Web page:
U.S. Rep. Castor's Statement Condemning the Arson at the Daarus Salaam Mosque and the Uptick in Hate Crimes
U.S. Rep. Kathy Castor (FL14) released the following statement today expressing her concerns about the recent uptick in activity by hate groups in Tampa Bay and around the country. Earlier this week, she expressed her concerns to the FBI and the U.S. Departments of Justice and Homeland Security.
“Diversity is the bedrock of our faithful, generous and hard-working Tampa Bay community. Americans and my neighbors in particular do not accept hate-driven rhetoric or actions. I stand in strong support of our Muslim neighbors after learning of arson at the Daarus Salaam Mosque in Hillsborough County. I also stand in support of others who have been targeted by the rhetoric of intolerance and acts of discrimination like those against many Jewish Community Centers across the country. The safety and security of all of my neighbors are paramount. Many of my colleagues and I have expressed our deep concerns to this Administration and have requested that we come together to work more closely with states, local law enforcement and community groups to address and condemn this uptick. It is important to stand together with our Muslim, Jewish and other neighbors affected by this escalation in the climate of fear and recommit ourselves to solidarity, diversity and understanding.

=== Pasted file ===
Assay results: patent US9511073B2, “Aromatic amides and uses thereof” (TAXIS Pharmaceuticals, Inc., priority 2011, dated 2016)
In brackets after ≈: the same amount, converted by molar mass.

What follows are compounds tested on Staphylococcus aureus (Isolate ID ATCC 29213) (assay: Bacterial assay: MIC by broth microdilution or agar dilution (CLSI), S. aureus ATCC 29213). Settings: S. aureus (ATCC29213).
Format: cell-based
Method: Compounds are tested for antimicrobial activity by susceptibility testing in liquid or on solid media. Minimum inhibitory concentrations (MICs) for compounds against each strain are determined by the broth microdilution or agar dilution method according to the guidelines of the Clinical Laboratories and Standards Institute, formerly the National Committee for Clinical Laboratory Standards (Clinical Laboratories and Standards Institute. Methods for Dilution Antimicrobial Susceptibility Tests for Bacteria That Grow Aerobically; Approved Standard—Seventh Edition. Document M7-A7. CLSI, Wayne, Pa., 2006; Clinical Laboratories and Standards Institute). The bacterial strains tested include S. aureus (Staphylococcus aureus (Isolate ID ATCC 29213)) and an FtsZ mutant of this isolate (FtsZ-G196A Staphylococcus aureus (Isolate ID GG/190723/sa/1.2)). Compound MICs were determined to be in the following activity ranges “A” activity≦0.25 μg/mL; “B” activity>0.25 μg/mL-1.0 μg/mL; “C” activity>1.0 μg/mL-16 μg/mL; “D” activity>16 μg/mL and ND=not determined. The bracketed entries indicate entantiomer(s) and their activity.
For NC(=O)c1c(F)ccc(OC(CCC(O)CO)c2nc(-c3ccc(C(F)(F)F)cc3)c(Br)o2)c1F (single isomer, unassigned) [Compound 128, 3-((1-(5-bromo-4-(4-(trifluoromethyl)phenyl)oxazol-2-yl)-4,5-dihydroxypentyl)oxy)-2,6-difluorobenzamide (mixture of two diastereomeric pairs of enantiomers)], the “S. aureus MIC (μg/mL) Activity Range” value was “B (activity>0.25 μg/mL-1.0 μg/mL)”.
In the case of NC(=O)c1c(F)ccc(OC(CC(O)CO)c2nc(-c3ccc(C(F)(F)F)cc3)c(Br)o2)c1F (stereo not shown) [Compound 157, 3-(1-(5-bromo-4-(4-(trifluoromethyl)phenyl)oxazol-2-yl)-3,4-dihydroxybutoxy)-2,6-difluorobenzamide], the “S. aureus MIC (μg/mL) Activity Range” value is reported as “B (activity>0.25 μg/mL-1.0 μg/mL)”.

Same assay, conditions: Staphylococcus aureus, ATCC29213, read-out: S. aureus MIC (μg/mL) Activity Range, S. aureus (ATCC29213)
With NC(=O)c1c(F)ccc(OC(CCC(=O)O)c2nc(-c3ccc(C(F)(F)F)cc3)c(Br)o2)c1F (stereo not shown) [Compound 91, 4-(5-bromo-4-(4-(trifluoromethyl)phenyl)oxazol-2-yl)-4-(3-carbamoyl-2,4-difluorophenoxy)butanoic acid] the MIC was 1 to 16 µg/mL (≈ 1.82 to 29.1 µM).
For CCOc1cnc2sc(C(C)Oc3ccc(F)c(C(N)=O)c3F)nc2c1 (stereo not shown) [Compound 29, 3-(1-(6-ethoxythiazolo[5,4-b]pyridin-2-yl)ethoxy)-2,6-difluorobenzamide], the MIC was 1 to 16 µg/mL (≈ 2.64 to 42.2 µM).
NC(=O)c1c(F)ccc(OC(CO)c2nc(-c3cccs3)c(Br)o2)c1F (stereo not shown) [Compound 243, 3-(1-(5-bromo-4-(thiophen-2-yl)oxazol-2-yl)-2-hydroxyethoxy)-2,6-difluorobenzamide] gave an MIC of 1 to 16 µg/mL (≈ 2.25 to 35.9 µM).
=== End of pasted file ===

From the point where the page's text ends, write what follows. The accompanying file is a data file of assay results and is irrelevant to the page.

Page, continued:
“I urge President Trump to tone down his bullying rhetoric, tweets and policies that I believe are inflaming mean-spirited elements and causing prejudiced people to act out.”
According to the Southern Poverty Law Center’s (SPLC's) recent annual census, anti-Muslim hate groups almost tripled last year, from 34 in 2015 to 101 in 2016. The JCCA recently stated that 48 JCCs in 26 states and one Canadian province have received nearly 60 bomb threats during January. Ku Klux Klan groups in the U.S. have distributed white supremacist fliers 117 times in 26 states last year, the SPLC has found. Between November 9, 2016 and December 12, 2016, 1,094 incidents of hate crime and hate incidents were also recorded. In all, the number of hate groups operating in 2016 rose to 917, 25 more than in 2015.